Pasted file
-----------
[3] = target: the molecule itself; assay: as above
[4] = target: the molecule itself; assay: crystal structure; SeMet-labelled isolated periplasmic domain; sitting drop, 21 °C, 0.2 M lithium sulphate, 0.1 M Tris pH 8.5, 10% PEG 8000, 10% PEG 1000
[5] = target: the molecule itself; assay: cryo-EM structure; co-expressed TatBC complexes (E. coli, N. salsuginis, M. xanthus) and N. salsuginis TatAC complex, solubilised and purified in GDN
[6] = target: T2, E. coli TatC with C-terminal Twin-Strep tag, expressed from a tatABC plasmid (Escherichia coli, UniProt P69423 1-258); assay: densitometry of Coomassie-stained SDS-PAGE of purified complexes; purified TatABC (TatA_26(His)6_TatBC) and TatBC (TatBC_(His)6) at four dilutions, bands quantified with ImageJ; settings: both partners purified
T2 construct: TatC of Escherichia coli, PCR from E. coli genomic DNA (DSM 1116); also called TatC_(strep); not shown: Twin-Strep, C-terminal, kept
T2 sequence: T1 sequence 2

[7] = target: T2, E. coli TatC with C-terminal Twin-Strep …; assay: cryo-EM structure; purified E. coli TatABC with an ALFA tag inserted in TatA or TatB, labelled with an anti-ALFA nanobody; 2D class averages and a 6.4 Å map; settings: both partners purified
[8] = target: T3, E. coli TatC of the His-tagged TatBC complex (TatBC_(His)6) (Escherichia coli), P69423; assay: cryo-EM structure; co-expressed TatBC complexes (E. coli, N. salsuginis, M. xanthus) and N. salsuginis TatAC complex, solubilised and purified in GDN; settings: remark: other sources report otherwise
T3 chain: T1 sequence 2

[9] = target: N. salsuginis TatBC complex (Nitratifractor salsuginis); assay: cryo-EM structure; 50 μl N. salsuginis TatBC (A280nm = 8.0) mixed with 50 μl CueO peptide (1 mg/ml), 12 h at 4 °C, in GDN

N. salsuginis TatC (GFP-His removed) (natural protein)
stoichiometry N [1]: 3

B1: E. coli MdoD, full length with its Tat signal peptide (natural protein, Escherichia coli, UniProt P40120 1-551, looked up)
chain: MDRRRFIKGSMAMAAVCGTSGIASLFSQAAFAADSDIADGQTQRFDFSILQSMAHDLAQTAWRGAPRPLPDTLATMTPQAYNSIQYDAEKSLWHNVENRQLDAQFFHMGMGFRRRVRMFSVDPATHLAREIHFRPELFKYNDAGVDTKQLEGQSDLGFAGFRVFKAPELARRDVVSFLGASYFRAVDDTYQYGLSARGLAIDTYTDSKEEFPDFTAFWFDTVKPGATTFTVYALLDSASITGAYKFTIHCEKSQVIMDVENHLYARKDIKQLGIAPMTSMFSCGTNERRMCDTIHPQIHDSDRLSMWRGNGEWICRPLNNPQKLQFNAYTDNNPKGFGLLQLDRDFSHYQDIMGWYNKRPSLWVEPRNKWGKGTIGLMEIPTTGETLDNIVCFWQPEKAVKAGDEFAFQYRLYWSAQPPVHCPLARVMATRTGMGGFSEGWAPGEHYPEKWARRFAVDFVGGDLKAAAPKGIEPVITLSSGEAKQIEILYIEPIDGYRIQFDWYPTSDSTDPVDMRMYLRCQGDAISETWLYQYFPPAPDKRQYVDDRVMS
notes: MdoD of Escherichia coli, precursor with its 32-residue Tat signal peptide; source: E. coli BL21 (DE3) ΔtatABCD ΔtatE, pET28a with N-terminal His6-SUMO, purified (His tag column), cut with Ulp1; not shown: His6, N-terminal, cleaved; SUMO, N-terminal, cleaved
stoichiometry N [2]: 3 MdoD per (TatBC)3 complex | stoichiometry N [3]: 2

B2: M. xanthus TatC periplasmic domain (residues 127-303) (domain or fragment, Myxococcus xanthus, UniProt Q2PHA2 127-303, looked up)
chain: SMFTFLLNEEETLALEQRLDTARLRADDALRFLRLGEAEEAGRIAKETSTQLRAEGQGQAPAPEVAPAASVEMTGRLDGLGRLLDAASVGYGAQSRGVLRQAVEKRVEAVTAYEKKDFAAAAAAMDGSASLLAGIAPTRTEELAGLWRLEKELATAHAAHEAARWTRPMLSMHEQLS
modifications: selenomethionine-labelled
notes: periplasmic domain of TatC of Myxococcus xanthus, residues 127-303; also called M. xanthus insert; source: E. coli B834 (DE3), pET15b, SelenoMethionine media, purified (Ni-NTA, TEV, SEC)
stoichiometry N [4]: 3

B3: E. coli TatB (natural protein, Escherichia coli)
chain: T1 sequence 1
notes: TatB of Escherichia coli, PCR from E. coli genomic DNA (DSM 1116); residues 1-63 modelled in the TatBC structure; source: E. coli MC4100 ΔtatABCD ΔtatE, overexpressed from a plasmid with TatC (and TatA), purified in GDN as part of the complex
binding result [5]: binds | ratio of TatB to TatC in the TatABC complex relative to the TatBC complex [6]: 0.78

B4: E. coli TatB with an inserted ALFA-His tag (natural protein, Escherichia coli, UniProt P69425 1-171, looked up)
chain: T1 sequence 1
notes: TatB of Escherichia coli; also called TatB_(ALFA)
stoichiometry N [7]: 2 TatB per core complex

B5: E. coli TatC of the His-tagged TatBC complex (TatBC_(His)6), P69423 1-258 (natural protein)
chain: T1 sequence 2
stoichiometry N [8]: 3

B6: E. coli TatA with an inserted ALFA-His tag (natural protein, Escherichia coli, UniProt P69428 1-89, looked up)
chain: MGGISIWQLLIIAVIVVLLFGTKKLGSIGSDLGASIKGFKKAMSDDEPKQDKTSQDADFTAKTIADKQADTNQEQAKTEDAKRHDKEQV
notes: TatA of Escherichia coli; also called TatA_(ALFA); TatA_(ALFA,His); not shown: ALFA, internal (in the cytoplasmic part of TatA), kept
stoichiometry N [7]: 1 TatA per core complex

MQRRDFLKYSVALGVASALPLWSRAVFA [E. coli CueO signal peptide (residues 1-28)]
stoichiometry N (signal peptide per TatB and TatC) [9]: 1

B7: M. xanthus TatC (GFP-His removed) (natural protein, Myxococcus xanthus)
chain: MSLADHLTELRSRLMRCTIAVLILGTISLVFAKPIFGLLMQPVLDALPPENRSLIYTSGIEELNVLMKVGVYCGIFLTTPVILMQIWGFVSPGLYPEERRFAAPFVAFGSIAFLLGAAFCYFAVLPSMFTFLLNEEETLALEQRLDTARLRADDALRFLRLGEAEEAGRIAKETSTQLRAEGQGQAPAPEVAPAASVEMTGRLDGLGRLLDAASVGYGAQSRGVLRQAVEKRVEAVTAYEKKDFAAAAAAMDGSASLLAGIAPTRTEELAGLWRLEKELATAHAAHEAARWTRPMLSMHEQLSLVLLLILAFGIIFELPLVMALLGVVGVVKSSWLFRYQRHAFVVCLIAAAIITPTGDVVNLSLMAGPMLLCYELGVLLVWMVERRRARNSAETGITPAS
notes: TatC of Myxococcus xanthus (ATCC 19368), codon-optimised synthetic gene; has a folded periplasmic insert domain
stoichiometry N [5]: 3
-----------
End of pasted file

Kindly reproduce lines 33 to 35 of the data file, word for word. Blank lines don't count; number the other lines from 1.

B6: E. coli TatA with an inserted ALFA-His tag (natural protein, Escherichia coli, UniProt P69428 1-89, looked up)
chain: MGGISIWQLLIIAVIVVLLFGTKKLGSIGSDLGASIKGFKKAMSDDEPKQDKTSQDADFTAKTIADKQADTNQEQAKTEDAKRHDKEQV
notes: TatA of Escherichia coli; also called TatA_(ALFA); TatA_(ALFA,His); not shown: ALFA, internal (in the cytoplasmic part of TatA), kept